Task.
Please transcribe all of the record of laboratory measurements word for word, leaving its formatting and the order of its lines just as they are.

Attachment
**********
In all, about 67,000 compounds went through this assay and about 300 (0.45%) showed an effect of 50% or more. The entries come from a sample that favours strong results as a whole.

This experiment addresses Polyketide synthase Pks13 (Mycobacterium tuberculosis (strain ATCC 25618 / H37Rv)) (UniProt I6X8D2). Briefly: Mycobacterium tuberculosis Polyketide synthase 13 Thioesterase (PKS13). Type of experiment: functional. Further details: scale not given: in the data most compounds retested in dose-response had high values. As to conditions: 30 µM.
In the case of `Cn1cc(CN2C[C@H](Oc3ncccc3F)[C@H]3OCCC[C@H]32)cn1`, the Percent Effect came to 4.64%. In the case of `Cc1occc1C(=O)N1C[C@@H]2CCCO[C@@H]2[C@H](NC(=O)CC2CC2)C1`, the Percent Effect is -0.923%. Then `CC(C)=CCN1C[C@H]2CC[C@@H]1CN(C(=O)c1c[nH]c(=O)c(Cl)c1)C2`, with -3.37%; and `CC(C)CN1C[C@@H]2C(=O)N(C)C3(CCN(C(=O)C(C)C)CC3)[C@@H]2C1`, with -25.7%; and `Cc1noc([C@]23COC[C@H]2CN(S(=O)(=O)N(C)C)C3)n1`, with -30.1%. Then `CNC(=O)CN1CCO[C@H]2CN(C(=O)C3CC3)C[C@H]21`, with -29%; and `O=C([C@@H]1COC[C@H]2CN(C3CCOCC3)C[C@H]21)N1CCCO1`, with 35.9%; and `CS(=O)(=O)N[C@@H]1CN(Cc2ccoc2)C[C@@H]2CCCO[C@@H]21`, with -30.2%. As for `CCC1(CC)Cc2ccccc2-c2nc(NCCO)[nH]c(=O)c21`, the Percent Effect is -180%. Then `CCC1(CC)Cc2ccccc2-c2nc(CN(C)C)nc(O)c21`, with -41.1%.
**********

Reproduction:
In all, about 67,000 compounds went through this assay and about 300 (0.45%) showed an effect of 50% or more. The entries come from a sample that favours strong results as a whole.

This experiment addresses Polyketide synthase Pks13 (Mycobacterium tuberculosis (strain ATCC 25618 / H37Rv)) (UniProt I6X8D2). Briefly: Mycobacterium tuberculosis Polyketide synthase 13 Thioesterase (PKS13). Type of experiment: functional. Further details: scale not given: in the data most compounds retested in dose-response had high values. As to conditions: 30 µM.
In the case of `Cn1cc(CN2C[C@H](Oc3ncccc3F)[C@H]3OCCC[C@H]32)cn1`, the Percent Effect came to 4.64%. In the case of `Cc1occc1C(=O)N1C[C@@H]2CCCO[C@@H]2[C@H](NC(=O)CC2CC2)C1`, the Percent Effect is -0.923%. Then `CC(C)=CCN1C[C@H]2CC[C@@H]1CN(C(=O)c1c[nH]c(=O)c(Cl)c1)C2`, with -3.37%; and `CC(C)CN1C[C@@H]2C(=O)N(C)C3(CCN(C(=O)C(C)C)CC3)[C@@H]2C1`, with -25.7%; and `Cc1noc([C@]23COC[C@H]2CN(S(=O)(=O)N(C)C)C3)n1`, with -30.1%. Then `CNC(=O)CN1CCO[C@H]2CN(C(=O)C3CC3)C[C@H]21`, with -29%; and `O=C([C@@H]1COC[C@H]2CN(C3CCOCC3)C[C@H]21)N1CCCO1`, with 35.9%; and `CS(=O)(=O)N[C@@H]1CN(Cc2ccoc2)C[C@@H]2CCCO[C@@H]21`, with -30.2%. As for `CCC1(CC)Cc2ccccc2-c2nc(NCCO)[nH]c(=O)c21`, the Percent Effect is -180%. Then `CCC1(CC)Cc2ccccc2-c2nc(CN(C)C)nc(O)c21`, with -41.1%.